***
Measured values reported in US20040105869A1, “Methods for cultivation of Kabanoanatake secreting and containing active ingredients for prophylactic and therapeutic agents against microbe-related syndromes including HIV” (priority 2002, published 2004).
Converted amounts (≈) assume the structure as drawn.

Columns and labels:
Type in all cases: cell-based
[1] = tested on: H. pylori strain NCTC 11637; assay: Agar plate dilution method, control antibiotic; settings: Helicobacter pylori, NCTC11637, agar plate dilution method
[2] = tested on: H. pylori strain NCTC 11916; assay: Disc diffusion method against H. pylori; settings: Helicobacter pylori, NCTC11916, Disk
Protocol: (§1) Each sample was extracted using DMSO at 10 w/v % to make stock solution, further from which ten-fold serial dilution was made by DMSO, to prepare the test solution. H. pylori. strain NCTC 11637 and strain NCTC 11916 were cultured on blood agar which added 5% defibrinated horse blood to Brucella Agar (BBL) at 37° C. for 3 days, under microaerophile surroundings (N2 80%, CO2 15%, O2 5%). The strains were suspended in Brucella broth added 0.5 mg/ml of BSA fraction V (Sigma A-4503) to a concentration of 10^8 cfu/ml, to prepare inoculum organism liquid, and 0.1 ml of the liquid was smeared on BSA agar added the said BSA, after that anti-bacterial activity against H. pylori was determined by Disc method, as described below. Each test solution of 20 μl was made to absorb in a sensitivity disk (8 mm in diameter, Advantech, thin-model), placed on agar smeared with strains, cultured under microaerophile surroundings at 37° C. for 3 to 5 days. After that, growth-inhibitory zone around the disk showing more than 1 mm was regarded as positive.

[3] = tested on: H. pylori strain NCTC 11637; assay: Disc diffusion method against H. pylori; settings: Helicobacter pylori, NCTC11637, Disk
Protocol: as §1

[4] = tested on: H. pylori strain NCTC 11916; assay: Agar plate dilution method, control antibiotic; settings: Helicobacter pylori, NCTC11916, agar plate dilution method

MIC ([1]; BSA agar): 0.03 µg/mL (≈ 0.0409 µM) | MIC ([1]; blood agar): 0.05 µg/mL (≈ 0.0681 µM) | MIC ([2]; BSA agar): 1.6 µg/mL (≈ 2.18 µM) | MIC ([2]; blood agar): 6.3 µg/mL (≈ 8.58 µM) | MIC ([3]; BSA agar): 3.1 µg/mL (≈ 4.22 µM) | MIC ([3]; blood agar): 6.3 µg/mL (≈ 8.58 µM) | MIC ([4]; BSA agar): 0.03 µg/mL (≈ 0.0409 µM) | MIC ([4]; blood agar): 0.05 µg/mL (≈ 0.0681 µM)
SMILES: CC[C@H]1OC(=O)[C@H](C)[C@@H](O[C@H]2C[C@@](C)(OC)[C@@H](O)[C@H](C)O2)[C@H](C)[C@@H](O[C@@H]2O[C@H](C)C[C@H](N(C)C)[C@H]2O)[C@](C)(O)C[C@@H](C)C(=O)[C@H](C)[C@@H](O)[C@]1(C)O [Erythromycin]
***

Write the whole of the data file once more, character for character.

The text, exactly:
Measured values reported in US20040105869A1, “Methods for cultivation of Kabanoanatake secreting and containing active ingredients for prophylactic and therapeutic agents against microbe-related syndromes including HIV” (priority 2002, published 2004).
Converted amounts (≈) assume the structure as drawn.

Columns and labels:
Type in all cases: cell-based
[1] = tested on: H. pylori strain NCTC 11637; assay: Agar plate dilution method, control antibiotic; settings: Helicobacter pylori, NCTC11637, agar plate dilution method
[2] = tested on: H. pylori strain NCTC 11916; assay: Disc diffusion method against H. pylori; settings: Helicobacter pylori, NCTC11916, Disk
Protocol: (§1) Each sample was extracted using DMSO at 10 w/v % to make stock solution, further from which ten-fold serial dilution was made by DMSO, to prepare the test solution. H. pylori. strain NCTC 11637 and strain NCTC 11916 were cultured on blood agar which added 5% defibrinated horse blood to Brucella Agar (BBL) at 37° C. for 3 days, under microaerophile surroundings (N2 80%, CO2 15%, O2 5%). The strains were suspended in Brucella broth added 0.5 mg/ml of BSA fraction V (Sigma A-4503) to a concentration of 10^8 cfu/ml, to prepare inoculum organism liquid, and 0.1 ml of the liquid was smeared on BSA agar added the said BSA, after that anti-bacterial activity against H. pylori was determined by Disc method, as described below. Each test solution of 20 μl was made to absorb in a sensitivity disk (8 mm in diameter, Advantech, thin-model), placed on agar smeared with strains, cultured under microaerophile surroundings at 37° C. for 3 to 5 days. After that, growth-inhibitory zone around the disk showing more than 1 mm was regarded as positive.

[3] = tested on: H. pylori strain NCTC 11637; assay: Disc diffusion method against H. pylori; settings: Helicobacter pylori, NCTC11637, Disk
Protocol: as §1

[4] = tested on: H. pylori strain NCTC 11916; assay: Agar plate dilution method, control antibiotic; settings: Helicobacter pylori, NCTC11916, agar plate dilution method

MIC ([1]; BSA agar): 0.03 µg/mL (≈ 0.0409 µM) | MIC ([1]; blood agar): 0.05 µg/mL (≈ 0.0681 µM) | MIC ([2]; BSA agar): 1.6 µg/mL (≈ 2.18 µM) | MIC ([2]; blood agar): 6.3 µg/mL (≈ 8.58 µM) | MIC ([3]; BSA agar): 3.1 µg/mL (≈ 4.22 µM) | MIC ([3]; blood agar): 6.3 µg/mL (≈ 8.58 µM) | MIC ([4]; BSA agar): 0.03 µg/mL (≈ 0.0409 µM) | MIC ([4]; blood agar): 0.05 µg/mL (≈ 0.0681 µM)
SMILES: CC[C@H]1OC(=O)[C@H](C)[C@@H](O[C@H]2C[C@@](C)(OC)[C@@H](O)[C@H](C)O2)[C@H](C)[C@@H](O[C@@H]2O[C@H](C)C[C@H](N(C)C)[C@H]2O)[C@](C)(O)C[C@@H](C)C(=O)[C@H](C)[C@@H](O)[C@]1(C)O [Erythromycin]